The APRI may be enhanced by the use of the FIBROSpect II in the estimation of fibrosis in chronic hepatitis C

Ned Snyder, Audrey Nguyen, Leka Gajula, Roger Soloway, Shu Yuan Xiao, Daryl T.Y. Lau, John Petersen

Research output: Contribution to journalArticlepeer-review

33 Scopus citations


Background: Multiple serum markers to estimate hepatic fibrosis in chronic liver disease have been proposed. The AST/Platelet Ratio Index (APRI) is a simple biochemical index that has been shown to be useful and accurate in about 50% of patients with chronic hepatitis C. We determined if the combination of the APRI and the FIBROSpect II, a commercially available hepatic fibrosis marker that measures 3 components of the extracellular hepatic matrix, would further help distinguish mild from significant fibrosis in a group of patients with chronic hepatitis C. Methods: In an outpatient setting, 93 consecutive patients were studied who were undergoing staging liver biopsy for chronic hepatitis C who had a liver biopsy length ≥ 1.5 cm. All had blood drawn at the time of the biopsy. Liver biopsies were staged for fibrosis by the Batts Ludwig criteria (F0-F4). Patients with previous anti-viral therapy, hepatocellular carcinoma, an organ transplant, or co-infection with HIV or hepatitis B were excluded. The APRI was calculated and FIBROSpect II determined. Results: The AUC of the ROC curve for the APRI and FIBROSpect II were 0.887 and 0.879 respectively. Using cutoffs of ≤ 0.42 for mild fibrosis (F0-F1) and ≥ 1.2 for significant fibrosis, the APRI correctly estimated 19 of 20 patients with mild fibrosis for an NPV of 95.0%, and 31 of 33 patients with significant fibrosis for a PPV of 93.6%. The FIBROSpect II also works best utilizing 2 cutoffs, and using cutoffs of ≤ 25 and ≥ 85 it correctly identified 18 of 18 patients with mild fibrosis and all 26 patients with significant fibrosis for an NPV and PPV of 100% for both. Among the 40 patients who could not be classified by the APRI, an additional 16 could be correctly classified using the FIBROSpect II with cutoffs of ≤ 25 and ≥ 85. This lowered the indeterminate zone from 43.0 to 25.8%. By combining the APRI and the FIBROSpect II, the AUC for the ROC curve improved significantly to 0.931 (p = 0.013). Conclusions: The APRI and the FIBROSpect II are both accurate tests for separating mild from significant fibrosis. By using the APRI as the initial screen, > 50% of patients with mild or significant fibrosis can be correctly identified. If the patient falls in the indeterminate zone, then the more expensive FIBROSpect II could be obtained. This strategy could decrease the number of liver biopsies.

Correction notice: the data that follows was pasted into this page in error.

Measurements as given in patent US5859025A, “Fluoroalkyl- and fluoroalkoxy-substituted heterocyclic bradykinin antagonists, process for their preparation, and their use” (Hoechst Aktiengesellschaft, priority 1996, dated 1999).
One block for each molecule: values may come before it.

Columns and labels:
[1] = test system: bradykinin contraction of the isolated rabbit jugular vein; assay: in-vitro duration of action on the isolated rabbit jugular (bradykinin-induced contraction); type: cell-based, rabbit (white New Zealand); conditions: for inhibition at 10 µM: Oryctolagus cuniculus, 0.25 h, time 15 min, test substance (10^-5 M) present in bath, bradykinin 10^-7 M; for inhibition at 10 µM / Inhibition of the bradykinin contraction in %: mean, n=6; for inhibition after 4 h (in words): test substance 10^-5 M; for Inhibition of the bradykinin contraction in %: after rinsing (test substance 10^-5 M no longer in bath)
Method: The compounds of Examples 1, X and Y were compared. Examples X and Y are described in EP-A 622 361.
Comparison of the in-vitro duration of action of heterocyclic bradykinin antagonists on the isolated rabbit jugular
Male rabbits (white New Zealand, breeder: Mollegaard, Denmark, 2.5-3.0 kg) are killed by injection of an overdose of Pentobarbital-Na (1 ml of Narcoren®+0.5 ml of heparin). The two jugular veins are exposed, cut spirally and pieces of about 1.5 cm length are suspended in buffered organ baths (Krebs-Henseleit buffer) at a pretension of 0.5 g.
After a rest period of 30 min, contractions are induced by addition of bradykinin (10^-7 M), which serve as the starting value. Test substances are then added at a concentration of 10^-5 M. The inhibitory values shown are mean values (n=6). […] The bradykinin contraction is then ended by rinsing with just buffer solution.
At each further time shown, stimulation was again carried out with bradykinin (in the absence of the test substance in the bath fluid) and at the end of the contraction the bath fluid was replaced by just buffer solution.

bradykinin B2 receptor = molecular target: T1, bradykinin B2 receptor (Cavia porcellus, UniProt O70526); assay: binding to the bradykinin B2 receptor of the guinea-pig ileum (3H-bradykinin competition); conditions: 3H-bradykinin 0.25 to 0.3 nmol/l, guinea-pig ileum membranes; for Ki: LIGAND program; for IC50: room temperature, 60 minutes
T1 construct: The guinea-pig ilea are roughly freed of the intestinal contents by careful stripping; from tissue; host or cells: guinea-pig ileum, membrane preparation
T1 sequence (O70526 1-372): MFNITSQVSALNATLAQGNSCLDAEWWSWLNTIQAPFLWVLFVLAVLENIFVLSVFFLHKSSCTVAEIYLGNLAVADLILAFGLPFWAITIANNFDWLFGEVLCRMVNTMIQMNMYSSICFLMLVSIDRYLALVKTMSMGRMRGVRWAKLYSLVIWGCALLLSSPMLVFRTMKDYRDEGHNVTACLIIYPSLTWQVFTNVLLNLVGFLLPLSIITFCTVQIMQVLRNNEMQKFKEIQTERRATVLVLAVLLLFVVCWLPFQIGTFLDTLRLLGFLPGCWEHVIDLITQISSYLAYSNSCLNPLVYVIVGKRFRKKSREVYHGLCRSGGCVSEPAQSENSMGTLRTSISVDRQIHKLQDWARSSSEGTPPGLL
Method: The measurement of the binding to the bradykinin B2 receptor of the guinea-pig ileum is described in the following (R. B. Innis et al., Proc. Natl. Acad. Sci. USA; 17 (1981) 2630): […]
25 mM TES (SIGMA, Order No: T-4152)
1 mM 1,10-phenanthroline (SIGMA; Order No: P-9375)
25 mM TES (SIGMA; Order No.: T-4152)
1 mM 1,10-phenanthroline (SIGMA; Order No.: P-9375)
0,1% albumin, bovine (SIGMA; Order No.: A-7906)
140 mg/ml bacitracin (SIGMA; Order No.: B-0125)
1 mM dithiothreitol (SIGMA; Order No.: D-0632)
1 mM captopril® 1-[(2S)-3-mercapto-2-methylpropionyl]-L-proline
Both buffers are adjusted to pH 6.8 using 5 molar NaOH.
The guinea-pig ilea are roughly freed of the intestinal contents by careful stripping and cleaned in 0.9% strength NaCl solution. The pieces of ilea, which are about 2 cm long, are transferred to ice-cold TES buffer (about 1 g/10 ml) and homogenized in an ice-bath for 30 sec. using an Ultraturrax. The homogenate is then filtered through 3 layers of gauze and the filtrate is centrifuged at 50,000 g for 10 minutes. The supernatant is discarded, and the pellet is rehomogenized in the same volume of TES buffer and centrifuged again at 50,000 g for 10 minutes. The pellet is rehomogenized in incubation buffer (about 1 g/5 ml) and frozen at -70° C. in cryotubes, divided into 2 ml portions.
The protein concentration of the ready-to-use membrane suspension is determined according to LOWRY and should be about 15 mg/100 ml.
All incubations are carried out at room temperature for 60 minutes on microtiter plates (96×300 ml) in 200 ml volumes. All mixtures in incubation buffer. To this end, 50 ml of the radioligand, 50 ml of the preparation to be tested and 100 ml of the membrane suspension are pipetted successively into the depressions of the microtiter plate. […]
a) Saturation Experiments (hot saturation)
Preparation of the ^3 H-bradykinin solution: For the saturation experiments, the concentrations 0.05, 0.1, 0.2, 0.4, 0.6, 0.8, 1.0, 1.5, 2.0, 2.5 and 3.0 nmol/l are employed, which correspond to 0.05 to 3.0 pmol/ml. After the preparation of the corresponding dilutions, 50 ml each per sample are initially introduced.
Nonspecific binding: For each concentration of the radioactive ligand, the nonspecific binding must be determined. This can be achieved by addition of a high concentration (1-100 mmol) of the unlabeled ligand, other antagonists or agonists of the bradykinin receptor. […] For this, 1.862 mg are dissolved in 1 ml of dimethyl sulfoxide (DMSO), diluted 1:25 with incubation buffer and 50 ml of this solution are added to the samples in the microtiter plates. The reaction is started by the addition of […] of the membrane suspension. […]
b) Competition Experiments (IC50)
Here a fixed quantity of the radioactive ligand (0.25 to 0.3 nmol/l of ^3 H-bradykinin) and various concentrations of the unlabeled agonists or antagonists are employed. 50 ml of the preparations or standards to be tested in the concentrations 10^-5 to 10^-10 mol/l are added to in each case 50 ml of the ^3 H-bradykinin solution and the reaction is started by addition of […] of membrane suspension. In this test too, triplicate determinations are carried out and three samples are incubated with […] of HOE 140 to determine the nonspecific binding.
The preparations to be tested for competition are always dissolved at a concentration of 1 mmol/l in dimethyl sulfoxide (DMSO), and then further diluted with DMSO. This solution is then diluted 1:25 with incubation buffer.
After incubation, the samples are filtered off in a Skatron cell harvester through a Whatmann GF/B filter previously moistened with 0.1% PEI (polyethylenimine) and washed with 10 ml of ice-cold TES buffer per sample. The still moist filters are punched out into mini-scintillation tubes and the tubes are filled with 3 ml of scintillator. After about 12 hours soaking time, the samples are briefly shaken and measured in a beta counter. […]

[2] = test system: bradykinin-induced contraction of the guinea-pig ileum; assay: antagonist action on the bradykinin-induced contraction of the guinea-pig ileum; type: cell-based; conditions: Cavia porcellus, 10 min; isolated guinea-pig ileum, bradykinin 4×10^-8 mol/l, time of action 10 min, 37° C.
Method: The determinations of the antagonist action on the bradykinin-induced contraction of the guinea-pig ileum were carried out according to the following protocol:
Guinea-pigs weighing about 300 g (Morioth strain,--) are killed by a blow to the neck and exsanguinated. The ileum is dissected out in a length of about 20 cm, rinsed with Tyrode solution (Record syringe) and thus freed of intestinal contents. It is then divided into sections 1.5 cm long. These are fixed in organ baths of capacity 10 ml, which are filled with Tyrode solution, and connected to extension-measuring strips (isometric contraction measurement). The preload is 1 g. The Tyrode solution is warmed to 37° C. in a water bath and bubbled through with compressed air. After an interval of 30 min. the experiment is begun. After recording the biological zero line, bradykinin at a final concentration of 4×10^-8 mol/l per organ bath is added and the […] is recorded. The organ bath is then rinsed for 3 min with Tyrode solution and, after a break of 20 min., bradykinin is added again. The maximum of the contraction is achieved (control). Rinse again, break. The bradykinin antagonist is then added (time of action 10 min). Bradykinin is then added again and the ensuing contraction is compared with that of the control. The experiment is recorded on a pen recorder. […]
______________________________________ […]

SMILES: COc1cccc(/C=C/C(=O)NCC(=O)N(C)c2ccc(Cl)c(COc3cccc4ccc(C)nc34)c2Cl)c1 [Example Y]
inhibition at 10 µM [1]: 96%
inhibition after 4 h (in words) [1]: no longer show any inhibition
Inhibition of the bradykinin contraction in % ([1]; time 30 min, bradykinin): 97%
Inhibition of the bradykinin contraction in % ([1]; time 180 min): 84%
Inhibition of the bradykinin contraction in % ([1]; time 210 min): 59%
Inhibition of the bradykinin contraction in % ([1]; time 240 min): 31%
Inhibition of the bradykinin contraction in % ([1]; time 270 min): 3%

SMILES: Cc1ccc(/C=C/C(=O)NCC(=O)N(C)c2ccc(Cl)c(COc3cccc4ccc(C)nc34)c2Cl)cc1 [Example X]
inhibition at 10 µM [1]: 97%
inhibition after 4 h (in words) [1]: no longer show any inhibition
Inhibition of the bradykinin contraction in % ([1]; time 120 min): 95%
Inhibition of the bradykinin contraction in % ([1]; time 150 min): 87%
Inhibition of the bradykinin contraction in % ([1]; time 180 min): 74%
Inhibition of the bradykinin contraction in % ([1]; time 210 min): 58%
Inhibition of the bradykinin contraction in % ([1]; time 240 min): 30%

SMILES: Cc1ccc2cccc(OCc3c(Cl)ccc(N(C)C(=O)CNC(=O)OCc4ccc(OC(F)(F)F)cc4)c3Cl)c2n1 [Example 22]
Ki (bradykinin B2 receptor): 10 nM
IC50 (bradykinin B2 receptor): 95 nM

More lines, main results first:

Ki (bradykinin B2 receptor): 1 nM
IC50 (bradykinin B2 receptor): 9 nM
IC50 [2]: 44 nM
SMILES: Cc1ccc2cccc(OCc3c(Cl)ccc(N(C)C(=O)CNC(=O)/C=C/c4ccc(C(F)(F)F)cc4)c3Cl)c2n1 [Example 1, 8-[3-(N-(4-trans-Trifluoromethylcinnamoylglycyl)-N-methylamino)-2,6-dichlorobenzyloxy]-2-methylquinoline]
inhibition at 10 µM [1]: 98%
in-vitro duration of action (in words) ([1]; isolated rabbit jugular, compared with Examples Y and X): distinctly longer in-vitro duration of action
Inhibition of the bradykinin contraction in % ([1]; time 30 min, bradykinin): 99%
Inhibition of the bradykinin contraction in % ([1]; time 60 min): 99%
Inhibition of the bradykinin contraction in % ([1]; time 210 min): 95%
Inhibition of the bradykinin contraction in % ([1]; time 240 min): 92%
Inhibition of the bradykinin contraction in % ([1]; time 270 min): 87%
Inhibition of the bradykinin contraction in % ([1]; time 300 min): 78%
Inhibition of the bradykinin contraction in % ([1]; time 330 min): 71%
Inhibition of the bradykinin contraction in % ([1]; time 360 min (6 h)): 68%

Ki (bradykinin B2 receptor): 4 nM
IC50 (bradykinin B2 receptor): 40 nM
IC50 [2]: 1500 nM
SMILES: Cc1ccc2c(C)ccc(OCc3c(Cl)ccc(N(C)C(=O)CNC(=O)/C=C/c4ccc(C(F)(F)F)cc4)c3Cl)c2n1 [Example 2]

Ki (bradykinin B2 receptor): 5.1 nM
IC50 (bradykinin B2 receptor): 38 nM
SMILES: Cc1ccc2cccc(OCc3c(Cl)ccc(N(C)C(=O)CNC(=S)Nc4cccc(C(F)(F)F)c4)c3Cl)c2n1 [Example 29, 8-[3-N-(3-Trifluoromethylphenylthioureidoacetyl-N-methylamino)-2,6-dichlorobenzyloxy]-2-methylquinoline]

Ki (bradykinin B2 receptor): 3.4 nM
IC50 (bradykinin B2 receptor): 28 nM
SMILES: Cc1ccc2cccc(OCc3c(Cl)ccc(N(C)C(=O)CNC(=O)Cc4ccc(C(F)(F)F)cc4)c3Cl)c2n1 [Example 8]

Original languageEnglish (US)
Pages (from-to)119-123
Number of pages5
JournalClinica Chimica Acta
Issue number2
StatePublished - Jun 2007
Externally publishedYes


  • Aspartate aminotransferase
  • Fibrosis
  • Hepatitis C
  • Platelets

ASJC Scopus subject areas

  • Biochemistry
  • Clinical Biochemistry
  • Biochemistry, medical


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